Simplify it All

A simple philosophy, simply lived, will lead you to a simple life.

A few months ago, I wrote about how it seems like we so often search out or create complex ideas and philosophies so that we can have the simplicity we so deeply need. It’s as though we think it’s complex to be simple. We go searching for “hidden truths” and “little-known secrets” to achieve what we think we want – really, what we’ve been told we should want.

I ran across a great article yesterday: 7 Steps for Achieving a Super Simple Life. You should definitely check it out. I think that blogger Joy captured the heart of how to have simplicity in life with her seventh step:

7. Simplify Your Philosophy
Adopting a simple lifestyle can require a shift in thinking. It requires you to accept that what you have is “enough”, learn to let go of the need to be a superachiever, live in the moment, find simple pleasures, and define your identity by reflection rather than by consumerism.

Really, that’s about it. Don’t let the marketing machine that was created for no other reason than to manipulate your desires for pride, greed, power, and lust to make you invest your very life into the things that lead to death. Don’t buy into it. There is a better way. A higher way!

Spend some time in the Bible, in prayer, and in worship. Allow God to define who you are and how you are perceived. And then live that.

It’s not necessarily easy. But it’s simple. It’s singular. In Christ it’s possible.

Prayer for Today

Most High God, Creator of all, grant that we, who by the sacrifice of Jesus and the power of your Holy Spirit are called by your Name, might have eyes to see and perceive, minds to understand, hearts to move with compassion, hands to serve, and feet to go where you direct so that those who are estranged may be reconciled, those who are broken and sick may be comforted, and those who are hungry may be fed for the glory of your Name and the advancement of your Kingdom.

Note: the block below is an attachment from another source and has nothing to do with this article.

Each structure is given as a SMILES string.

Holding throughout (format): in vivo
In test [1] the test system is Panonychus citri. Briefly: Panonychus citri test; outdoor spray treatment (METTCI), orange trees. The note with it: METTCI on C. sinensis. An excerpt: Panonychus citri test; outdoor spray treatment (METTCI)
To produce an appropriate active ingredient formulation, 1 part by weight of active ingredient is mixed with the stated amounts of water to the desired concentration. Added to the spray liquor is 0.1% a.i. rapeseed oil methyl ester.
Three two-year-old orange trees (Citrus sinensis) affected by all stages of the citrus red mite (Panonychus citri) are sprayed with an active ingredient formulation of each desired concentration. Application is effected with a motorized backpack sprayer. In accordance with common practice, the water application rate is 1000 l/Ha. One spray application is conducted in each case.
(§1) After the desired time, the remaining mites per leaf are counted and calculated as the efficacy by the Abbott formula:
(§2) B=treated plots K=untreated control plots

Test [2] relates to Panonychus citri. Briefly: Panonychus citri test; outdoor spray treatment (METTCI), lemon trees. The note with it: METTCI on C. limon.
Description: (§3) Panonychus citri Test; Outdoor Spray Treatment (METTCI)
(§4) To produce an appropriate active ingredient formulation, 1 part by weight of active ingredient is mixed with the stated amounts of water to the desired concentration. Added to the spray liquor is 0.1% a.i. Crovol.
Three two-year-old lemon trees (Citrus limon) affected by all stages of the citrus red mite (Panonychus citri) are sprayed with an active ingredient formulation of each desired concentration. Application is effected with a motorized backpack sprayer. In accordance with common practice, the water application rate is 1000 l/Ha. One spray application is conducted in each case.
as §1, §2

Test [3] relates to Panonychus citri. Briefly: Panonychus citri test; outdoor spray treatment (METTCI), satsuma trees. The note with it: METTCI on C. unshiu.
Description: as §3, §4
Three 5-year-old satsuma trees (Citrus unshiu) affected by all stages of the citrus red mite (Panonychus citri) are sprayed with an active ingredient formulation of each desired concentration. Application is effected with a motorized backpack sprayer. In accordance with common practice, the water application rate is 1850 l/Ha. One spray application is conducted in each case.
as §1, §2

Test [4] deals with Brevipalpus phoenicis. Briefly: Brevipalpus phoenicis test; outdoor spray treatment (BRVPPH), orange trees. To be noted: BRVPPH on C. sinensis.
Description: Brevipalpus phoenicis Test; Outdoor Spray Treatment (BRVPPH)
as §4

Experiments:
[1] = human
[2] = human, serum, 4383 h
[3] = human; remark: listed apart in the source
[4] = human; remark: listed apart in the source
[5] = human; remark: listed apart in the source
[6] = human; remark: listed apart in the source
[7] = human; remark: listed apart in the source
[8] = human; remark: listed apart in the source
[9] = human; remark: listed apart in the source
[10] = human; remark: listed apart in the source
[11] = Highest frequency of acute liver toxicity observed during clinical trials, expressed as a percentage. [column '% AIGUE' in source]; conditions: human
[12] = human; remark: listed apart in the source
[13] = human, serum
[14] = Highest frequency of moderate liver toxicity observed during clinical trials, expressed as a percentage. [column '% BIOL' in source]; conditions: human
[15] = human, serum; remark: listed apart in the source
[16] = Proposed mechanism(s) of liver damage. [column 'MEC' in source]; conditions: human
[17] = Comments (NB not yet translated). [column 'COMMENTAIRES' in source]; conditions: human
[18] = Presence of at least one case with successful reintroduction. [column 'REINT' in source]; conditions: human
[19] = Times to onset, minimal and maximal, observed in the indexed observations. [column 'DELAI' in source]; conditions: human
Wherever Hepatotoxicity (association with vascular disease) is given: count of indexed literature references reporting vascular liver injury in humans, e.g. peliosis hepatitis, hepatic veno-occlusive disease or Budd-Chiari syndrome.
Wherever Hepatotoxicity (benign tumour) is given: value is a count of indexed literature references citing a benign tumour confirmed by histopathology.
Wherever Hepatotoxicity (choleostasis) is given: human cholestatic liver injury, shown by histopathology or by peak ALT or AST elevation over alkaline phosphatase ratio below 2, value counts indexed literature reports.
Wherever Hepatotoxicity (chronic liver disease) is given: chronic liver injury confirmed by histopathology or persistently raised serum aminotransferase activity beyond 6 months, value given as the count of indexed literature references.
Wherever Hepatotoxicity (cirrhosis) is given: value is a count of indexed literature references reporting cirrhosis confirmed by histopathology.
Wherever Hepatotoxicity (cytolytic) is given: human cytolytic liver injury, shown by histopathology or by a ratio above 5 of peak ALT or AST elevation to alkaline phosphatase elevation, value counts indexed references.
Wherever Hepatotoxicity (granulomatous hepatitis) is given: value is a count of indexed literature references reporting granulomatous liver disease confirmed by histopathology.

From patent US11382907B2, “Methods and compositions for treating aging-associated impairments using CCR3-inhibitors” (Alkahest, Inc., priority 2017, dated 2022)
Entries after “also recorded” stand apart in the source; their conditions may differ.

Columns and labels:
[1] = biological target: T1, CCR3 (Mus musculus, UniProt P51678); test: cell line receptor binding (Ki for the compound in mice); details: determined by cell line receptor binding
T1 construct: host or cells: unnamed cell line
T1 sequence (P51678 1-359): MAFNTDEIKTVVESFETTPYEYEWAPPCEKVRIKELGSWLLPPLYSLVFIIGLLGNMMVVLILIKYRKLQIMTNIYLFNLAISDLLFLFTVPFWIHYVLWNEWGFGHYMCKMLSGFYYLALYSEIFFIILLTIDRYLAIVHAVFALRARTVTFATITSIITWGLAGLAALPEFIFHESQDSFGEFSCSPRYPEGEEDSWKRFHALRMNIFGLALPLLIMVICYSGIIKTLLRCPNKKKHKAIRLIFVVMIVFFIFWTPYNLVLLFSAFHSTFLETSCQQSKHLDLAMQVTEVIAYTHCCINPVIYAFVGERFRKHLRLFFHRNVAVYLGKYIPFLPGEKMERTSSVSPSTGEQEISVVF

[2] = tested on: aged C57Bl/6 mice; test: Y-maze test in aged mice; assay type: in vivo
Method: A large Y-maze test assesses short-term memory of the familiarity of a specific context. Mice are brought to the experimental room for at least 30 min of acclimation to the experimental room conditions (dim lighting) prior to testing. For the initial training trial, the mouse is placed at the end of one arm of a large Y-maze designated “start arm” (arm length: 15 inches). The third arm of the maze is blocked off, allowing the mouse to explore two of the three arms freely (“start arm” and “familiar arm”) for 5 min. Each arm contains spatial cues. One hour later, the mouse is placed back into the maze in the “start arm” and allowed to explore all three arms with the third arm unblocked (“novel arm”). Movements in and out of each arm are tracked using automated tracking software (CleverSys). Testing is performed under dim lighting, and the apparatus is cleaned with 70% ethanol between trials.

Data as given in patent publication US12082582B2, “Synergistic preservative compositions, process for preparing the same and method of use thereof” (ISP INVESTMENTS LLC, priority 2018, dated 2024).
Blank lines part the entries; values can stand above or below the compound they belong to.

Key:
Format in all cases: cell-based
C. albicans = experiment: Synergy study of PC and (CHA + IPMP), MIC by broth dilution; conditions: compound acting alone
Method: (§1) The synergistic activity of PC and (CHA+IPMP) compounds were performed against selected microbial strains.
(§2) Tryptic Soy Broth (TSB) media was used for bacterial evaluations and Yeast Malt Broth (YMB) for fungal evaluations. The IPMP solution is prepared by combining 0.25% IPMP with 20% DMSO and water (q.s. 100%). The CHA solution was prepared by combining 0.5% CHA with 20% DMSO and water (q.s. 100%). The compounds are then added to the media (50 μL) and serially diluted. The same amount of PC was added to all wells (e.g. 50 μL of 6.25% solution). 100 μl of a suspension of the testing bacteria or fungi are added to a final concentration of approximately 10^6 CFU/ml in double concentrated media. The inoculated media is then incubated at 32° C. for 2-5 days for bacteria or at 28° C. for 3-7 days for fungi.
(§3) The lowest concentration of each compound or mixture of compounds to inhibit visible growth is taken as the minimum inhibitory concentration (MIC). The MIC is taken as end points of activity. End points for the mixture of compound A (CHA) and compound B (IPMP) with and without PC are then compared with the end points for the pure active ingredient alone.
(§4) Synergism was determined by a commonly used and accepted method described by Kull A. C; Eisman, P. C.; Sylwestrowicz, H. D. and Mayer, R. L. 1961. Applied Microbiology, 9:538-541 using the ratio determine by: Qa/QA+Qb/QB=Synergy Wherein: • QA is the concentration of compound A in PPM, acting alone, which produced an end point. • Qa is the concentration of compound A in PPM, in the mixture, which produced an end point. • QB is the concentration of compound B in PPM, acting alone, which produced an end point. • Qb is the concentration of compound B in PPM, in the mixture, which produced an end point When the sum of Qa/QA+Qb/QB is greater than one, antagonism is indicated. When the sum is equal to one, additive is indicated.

We Traded Our Future For…

We have unwittingly lost our lives, freedom, and futures in a bad trade. We thought they had been stolen, but we were wrong.

I believe the US Church (you and me – the Church) has largely traded away our freedom and our individual and collective futures. And we’ve literally given it all away for almost nothing. We’ve traded our financial freedom for trinkets, charms, novelties. Nothing. We’ve traded our spiritual freedom for emotional highs and sin. But that is not the worst of it.

It’s time to realize that in our collective pursuits – stuff, pride, and power – we have traded eternal reward. Now, before you get all theological on me, I’m not talking about our eternal security – we are, after all, truly saved by grace. But because we have misallocated our time, attention, passions, and resources, we have nothing left to invest in the eternal.

We have invested our lives in things that will undoubtedly break, fall apart, be stolen, or become passe. And when that happens, we will have nothing. Even if we have all of our stuff when we die, we will still take nothing to eternity. Because nothing lasts except what actually is eternal.

Unlike the stuff of this world, nothing of God passes away. Every day, God is at work on the earth and we have the opportunity to be part of his life on earth. We have the opportunity to invest ourselves in the life of God every day. Without fail. As surely as the sun rises and falls and the seasons change. Every single day.